The large-scale and complex nature of climate change makes it uniquely challenging, especially in the context of economic decision making. Further, many companies have incorrectly viewed the implications of climate change to be relevant only in the long term and, therefore, not necessarily relevant to decisions made today. Those views, however, are changing as more information becomes available on the potential widespread financial impacts of climate change.
In December 2019, Bank of England Governor Mark Carney noted that “Changes in climate policies, new technologies and growing physical risks will prompt reassessments of the values of virtually every financial asset.” Companies and providers of capital, therefore, should consider their longer-term strategies and most efficient allocation of capital in light of these changes. Organizations that invest in activities that may not be viable in the longer term will likely be less resilient to the transition to a lower-carbon economy — and their investors will likely experience lower returns.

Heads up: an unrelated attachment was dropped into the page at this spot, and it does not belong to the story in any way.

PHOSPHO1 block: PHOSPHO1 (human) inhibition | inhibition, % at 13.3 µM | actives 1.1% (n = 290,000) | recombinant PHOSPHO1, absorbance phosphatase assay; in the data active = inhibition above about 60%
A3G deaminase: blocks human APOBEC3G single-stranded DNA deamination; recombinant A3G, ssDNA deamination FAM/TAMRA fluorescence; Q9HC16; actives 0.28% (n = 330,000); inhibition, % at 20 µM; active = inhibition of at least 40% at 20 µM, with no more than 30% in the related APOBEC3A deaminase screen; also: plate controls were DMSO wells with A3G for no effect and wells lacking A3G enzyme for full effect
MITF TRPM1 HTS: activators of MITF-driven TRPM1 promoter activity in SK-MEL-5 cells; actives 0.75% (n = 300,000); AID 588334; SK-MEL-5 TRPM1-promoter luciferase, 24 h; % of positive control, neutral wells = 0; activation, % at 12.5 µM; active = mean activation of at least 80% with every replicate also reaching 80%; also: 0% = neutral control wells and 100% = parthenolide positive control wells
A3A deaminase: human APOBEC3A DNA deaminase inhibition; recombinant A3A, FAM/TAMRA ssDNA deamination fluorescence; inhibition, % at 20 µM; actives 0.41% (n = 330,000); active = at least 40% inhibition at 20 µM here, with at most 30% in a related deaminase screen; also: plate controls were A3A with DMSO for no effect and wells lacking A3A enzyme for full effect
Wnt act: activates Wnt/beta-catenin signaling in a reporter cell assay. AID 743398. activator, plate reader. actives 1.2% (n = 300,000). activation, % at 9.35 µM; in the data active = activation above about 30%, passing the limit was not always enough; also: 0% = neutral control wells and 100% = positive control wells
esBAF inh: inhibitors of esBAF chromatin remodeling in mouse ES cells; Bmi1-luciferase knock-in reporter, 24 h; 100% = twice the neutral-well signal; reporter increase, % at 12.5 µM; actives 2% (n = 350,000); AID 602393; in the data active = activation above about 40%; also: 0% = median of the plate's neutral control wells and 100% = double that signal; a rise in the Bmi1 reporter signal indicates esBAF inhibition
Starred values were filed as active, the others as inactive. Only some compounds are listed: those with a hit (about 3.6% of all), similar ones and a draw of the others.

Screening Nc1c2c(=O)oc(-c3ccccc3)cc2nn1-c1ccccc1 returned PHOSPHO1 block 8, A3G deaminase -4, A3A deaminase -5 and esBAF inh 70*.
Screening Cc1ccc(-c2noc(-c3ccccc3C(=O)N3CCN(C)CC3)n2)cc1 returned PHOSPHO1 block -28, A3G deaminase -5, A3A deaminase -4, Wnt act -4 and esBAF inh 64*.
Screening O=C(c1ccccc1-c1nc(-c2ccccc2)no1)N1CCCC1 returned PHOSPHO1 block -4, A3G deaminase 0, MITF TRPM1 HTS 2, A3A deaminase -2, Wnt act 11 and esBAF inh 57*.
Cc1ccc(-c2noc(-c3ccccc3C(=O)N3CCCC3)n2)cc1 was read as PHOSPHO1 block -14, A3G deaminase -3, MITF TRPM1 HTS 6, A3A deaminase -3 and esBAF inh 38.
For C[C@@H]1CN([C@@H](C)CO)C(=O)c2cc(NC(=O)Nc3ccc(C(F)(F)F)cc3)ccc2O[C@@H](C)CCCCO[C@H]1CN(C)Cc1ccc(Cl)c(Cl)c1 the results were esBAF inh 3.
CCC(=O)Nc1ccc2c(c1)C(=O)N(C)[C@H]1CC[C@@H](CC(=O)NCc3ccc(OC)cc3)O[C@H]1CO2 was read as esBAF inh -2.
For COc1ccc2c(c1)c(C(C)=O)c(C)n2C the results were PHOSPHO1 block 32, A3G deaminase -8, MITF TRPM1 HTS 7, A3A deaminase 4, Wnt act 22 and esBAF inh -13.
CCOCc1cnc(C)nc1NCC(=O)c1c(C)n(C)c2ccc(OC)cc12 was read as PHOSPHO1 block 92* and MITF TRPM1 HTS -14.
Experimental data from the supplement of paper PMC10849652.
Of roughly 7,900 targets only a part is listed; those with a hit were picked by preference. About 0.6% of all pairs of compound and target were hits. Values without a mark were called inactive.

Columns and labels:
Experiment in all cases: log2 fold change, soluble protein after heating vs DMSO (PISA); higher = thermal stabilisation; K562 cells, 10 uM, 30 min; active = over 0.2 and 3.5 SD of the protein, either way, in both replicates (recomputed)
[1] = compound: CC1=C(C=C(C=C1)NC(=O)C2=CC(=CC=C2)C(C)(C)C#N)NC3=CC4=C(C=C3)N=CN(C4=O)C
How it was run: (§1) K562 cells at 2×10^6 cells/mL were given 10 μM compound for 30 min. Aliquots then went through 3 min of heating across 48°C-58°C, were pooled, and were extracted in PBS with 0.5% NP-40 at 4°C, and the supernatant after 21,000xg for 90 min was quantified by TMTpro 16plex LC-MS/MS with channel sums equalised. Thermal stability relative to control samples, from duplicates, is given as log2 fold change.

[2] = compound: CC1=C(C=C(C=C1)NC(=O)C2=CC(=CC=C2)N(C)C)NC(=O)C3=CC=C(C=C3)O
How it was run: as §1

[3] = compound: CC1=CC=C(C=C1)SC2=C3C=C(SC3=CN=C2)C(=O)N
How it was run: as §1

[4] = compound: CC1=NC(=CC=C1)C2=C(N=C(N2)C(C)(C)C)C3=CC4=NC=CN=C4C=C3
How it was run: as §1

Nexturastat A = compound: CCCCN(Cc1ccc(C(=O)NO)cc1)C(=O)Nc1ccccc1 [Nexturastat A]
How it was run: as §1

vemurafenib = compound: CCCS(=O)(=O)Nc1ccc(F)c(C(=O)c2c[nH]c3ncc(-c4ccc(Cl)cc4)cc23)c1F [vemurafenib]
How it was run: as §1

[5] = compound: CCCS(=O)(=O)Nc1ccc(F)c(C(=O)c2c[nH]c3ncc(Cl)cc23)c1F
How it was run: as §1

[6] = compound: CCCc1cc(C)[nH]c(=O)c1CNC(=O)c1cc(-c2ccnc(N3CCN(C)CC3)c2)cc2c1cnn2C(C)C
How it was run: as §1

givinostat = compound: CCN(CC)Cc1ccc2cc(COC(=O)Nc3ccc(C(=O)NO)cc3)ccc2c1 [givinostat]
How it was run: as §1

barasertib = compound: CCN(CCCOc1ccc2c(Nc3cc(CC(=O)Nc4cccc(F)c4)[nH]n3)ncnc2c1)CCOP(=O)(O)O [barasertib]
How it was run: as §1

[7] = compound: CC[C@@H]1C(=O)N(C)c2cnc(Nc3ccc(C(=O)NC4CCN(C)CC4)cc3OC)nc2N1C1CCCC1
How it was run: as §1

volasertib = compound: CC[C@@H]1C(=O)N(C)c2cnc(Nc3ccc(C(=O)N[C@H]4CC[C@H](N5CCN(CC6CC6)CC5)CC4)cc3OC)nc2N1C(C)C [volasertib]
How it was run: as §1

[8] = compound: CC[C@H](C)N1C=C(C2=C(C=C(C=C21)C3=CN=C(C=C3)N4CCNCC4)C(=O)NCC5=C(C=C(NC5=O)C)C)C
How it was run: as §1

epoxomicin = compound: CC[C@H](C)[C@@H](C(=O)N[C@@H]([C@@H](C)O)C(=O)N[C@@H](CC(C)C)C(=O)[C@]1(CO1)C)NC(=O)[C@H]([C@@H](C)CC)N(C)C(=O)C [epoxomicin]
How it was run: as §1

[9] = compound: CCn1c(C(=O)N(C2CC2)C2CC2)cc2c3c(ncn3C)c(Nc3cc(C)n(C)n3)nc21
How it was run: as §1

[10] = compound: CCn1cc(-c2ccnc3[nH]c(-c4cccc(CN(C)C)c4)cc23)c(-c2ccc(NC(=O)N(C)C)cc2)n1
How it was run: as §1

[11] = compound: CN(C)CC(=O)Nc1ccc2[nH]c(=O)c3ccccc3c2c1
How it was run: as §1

Compounding the effect on longer-term returns is the risk that present valuations do not adequately factor in climate-related risks because of insufficient information. Investors, lenders and insurance underwriters need adequate information on how companies are preparing for a lower-carbon economy. More effective, clear and consistent climate-related disclosure is needed from companies around the world.
Mark Carney, UN Special Envoy on Climate Action and Finance and Michael R. Bloomberg, TCFD Chair